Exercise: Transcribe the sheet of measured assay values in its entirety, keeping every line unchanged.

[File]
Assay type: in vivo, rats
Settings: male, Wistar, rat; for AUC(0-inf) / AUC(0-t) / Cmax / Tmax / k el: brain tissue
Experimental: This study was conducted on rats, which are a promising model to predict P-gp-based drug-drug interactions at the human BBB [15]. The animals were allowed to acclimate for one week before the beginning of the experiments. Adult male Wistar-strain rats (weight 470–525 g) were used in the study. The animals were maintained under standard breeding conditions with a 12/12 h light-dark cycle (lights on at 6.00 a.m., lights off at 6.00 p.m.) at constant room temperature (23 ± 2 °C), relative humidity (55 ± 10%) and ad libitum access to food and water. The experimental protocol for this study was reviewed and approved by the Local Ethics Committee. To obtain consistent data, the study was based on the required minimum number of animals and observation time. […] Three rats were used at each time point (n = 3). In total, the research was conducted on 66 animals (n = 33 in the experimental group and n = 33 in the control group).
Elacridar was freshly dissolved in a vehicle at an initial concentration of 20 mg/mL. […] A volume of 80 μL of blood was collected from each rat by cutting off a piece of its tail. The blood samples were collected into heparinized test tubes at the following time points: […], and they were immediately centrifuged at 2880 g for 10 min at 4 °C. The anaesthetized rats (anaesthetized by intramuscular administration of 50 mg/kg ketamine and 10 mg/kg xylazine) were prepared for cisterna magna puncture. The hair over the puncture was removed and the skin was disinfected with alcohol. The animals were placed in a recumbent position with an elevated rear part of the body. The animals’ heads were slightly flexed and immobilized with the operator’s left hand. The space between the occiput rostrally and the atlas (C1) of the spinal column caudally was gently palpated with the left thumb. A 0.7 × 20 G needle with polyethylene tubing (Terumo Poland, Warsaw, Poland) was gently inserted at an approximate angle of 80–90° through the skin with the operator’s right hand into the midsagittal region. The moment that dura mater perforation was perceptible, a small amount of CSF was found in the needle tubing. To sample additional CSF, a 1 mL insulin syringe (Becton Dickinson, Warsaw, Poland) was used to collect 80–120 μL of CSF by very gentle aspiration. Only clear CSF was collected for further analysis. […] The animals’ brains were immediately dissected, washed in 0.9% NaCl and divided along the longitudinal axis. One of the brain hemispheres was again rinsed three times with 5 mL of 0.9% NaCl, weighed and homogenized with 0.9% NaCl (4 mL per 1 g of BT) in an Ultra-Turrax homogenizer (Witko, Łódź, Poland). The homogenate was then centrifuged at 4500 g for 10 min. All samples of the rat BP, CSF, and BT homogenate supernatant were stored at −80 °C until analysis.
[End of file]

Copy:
Assay type: in vivo, rats
Settings: male, Wistar, rat; for AUC(0-inf) / AUC(0-t) / Cmax / Tmax / k el: brain tissue
Experimental: This study was conducted on rats, which are a promising model to predict P-gp-based drug-drug interactions at the human BBB [15]. The animals were allowed to acclimate for one week before the beginning of the experiments. Adult male Wistar-strain rats (weight 470–525 g) were used in the study. The animals were maintained under standard breeding conditions with a 12/12 h light-dark cycle (lights on at 6.00 a.m., lights off at 6.00 p.m.) at constant room temperature (23 ± 2 °C), relative humidity (55 ± 10%) and ad libitum access to food and water. The experimental protocol for this study was reviewed and approved by the Local Ethics Committee. To obtain consistent data, the study was based on the required minimum number of animals and observation time. […] Three rats were used at each time point (n = 3). In total, the research was conducted on 66 animals (n = 33 in the experimental group and n = 33 in the control group).
Elacridar was freshly dissolved in a vehicle at an initial concentration of 20 mg/mL. […] A volume of 80 μL of blood was collected from each rat by cutting off a piece of its tail. The blood samples were collected into heparinized test tubes at the following time points: […], and they were immediately centrifuged at 2880 g for 10 min at 4 °C. The anaesthetized rats (anaesthetized by intramuscular administration of 50 mg/kg ketamine and 10 mg/kg xylazine) were prepared for cisterna magna puncture. The hair over the puncture was removed and the skin was disinfected with alcohol. The animals were placed in a recumbent position with an elevated rear part of the body. The animals’ heads were slightly flexed and immobilized with the operator’s left hand. The space between the occiput rostrally and the atlas (C1) of the spinal column caudally was gently palpated with the left thumb. A 0.7 × 20 G needle with polyethylene tubing (Terumo Poland, Warsaw, Poland) was gently inserted at an approximate angle of 80–90° through the skin with the operator’s right hand into the midsagittal region. The moment that dura mater perforation was perceptible, a small amount of CSF was found in the needle tubing. To sample additional CSF, a 1 mL insulin syringe (Becton Dickinson, Warsaw, Poland) was used to collect 80–120 μL of CSF by very gentle aspiration. Only clear CSF was collected for further analysis. […] The animals’ brains were immediately dissected, washed in 0.9% NaCl and divided along the longitudinal axis. One of the brain hemispheres was again rinsed three times with 5 mL of 0.9% NaCl, weighed and homogenized with 0.9% NaCl (4 mL per 1 g of BT) in an Ultra-Turrax homogenizer (Witko, Łódź, Poland). The homogenate was then centrifuged at 4500 g for 10 min. All samples of the rat BP, CSF, and BT homogenate supernatant were stored at −80 °C until analysis.